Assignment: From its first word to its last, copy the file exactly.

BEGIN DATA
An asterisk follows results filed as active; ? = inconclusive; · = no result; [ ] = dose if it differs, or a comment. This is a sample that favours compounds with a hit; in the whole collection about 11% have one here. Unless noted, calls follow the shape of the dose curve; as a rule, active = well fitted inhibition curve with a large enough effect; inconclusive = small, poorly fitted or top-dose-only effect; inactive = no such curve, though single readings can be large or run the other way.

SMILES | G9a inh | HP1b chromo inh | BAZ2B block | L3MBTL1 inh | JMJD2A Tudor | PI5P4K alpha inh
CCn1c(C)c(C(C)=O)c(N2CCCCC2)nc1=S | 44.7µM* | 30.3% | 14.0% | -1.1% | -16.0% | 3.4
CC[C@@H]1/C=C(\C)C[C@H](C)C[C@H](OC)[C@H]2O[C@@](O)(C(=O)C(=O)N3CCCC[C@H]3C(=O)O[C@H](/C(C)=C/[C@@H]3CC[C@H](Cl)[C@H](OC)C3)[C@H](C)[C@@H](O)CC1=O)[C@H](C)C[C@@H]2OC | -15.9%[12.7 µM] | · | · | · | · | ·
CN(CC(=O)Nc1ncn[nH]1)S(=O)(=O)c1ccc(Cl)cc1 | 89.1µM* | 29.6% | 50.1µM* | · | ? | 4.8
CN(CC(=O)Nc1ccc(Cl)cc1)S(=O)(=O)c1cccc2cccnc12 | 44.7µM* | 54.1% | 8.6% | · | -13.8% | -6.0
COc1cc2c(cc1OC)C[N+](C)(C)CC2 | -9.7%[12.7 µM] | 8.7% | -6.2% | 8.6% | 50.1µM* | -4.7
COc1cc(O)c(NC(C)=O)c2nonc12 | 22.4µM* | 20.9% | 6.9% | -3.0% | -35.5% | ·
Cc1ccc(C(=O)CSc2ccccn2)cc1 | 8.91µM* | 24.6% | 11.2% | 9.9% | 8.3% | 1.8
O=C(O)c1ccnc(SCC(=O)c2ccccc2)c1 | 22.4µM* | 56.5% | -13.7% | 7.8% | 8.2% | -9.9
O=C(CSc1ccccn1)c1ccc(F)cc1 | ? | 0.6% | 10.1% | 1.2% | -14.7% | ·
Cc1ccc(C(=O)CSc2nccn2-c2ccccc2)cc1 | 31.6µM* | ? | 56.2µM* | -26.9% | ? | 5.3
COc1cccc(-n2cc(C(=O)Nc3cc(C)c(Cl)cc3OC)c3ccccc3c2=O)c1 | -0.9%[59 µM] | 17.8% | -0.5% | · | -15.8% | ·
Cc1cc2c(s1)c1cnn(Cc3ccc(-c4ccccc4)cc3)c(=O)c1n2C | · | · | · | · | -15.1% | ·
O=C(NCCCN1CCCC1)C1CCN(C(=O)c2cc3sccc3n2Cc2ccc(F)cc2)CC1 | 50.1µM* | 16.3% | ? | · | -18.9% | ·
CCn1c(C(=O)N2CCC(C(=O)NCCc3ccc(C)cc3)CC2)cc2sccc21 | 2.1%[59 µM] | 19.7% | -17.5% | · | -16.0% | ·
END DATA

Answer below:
An asterisk follows results filed as active; ? = inconclusive; · = no result; [ ] = dose if it differs, or a comment. This is a sample that favours compounds with a hit; in the whole collection about 11% have one here. Unless noted, calls follow the shape of the dose curve; as a rule, active = well fitted inhibition curve with a large enough effect; inconclusive = small, poorly fitted or top-dose-only effect; inactive = no such curve, though single readings can be large or run the other way.

SMILES | G9a inh | HP1b chromo inh | BAZ2B block | L3MBTL1 inh | JMJD2A Tudor | PI5P4K alpha inh
CCn1c(C)c(C(C)=O)c(N2CCCCC2)nc1=S | 44.7µM* | 30.3% | 14.0% | -1.1% | -16.0% | 3.4
CC[C@@H]1/C=C(\C)C[C@H](C)C[C@H](OC)[C@H]2O[C@@](O)(C(=O)C(=O)N3CCCC[C@H]3C(=O)O[C@H](/C(C)=C/[C@@H]3CC[C@H](Cl)[C@H](OC)C3)[C@H](C)[C@@H](O)CC1=O)[C@H](C)C[C@@H]2OC | -15.9%[12.7 µM] | · | · | · | · | ·
CN(CC(=O)Nc1ncn[nH]1)S(=O)(=O)c1ccc(Cl)cc1 | 89.1µM* | 29.6% | 50.1µM* | · | ? | 4.8
CN(CC(=O)Nc1ccc(Cl)cc1)S(=O)(=O)c1cccc2cccnc12 | 44.7µM* | 54.1% | 8.6% | · | -13.8% | -6.0
COc1cc2c(cc1OC)C[N+](C)(C)CC2 | -9.7%[12.7 µM] | 8.7% | -6.2% | 8.6% | 50.1µM* | -4.7
COc1cc(O)c(NC(C)=O)c2nonc12 | 22.4µM* | 20.9% | 6.9% | -3.0% | -35.5% | ·
Cc1ccc(C(=O)CSc2ccccn2)cc1 | 8.91µM* | 24.6% | 11.2% | 9.9% | 8.3% | 1.8
O=C(O)c1ccnc(SCC(=O)c2ccccc2)c1 | 22.4µM* | 56.5% | -13.7% | 7.8% | 8.2% | -9.9
O=C(CSc1ccccn1)c1ccc(F)cc1 | ? | 0.6% | 10.1% | 1.2% | -14.7% | ·
Cc1ccc(C(=O)CSc2nccn2-c2ccccc2)cc1 | 31.6µM* | ? | 56.2µM* | -26.9% | ? | 5.3
COc1cccc(-n2cc(C(=O)Nc3cc(C)c(Cl)cc3OC)c3ccccc3c2=O)c1 | -0.9%[59 µM] | 17.8% | -0.5% | · | -15.8% | ·
Cc1cc2c(s1)c1cnn(Cc3ccc(-c4ccccc4)cc3)c(=O)c1n2C | · | · | · | · | -15.1% | ·
O=C(NCCCN1CCCC1)C1CCN(C(=O)c2cc3sccc3n2Cc2ccc(F)cc2)CC1 | 50.1µM* | 16.3% | ? | · | -18.9% | ·
CCn1c(C(=O)N2CCC(C(=O)NCCc3ccc(C)cc3)CC2)cc2sccc21 | 2.1%[59 µM] | 19.7% | -17.5% | · | -16.0% | ·